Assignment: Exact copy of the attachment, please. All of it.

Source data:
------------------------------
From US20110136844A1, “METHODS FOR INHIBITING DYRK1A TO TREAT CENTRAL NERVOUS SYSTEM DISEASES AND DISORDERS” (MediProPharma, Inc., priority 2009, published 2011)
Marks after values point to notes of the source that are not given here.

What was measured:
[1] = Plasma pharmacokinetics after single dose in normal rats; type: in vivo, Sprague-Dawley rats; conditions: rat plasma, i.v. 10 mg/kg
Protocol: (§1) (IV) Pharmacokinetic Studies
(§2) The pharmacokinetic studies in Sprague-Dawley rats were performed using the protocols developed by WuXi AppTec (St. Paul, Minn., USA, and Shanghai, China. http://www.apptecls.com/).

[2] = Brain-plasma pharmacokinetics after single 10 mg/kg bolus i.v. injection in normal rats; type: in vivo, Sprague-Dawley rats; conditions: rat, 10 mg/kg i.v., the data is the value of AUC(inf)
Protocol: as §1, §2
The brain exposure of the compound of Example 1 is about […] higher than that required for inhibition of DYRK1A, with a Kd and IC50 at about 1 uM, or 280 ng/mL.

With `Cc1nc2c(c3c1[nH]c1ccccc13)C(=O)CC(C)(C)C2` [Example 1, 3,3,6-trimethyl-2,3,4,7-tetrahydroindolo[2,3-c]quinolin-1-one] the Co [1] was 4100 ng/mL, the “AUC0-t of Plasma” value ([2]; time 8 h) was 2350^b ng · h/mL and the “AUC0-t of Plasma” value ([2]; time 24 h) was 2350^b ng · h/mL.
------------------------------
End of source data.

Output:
From US20110136844A1, “METHODS FOR INHIBITING DYRK1A TO TREAT CENTRAL NERVOUS SYSTEM DISEASES AND DISORDERS” (MediProPharma, Inc., priority 2009, published 2011)
Marks after values point to notes of the source that are not given here.

What was measured:
[1] = Plasma pharmacokinetics after single dose in normal rats; type: in vivo, Sprague-Dawley rats; conditions: rat plasma, i.v. 10 mg/kg
Protocol: (§1) (IV) Pharmacokinetic Studies
(§2) The pharmacokinetic studies in Sprague-Dawley rats were performed using the protocols developed by WuXi AppTec (St. Paul, Minn., USA, and Shanghai, China. http://www.apptecls.com/).

[2] = Brain-plasma pharmacokinetics after single 10 mg/kg bolus i.v. injection in normal rats; type: in vivo, Sprague-Dawley rats; conditions: rat, 10 mg/kg i.v., the data is the value of AUC(inf)
Protocol: as §1, §2
The brain exposure of the compound of Example 1 is about […] higher than that required for inhibition of DYRK1A, with a Kd and IC50 at about 1 uM, or 280 ng/mL.

With `Cc1nc2c(c3c1[nH]c1ccccc13)C(=O)CC(C)(C)C2` [Example 1, 3,3,6-trimethyl-2,3,4,7-tetrahydroindolo[2,3-c]quinolin-1-one] the Co [1] was 4100 ng/mL, the “AUC0-t of Plasma” value ([2]; time 8 h) was 2350^b ng · h/mL and the “AUC0-t of Plasma” value ([2]; time 24 h) was 2350^b ng · h/mL.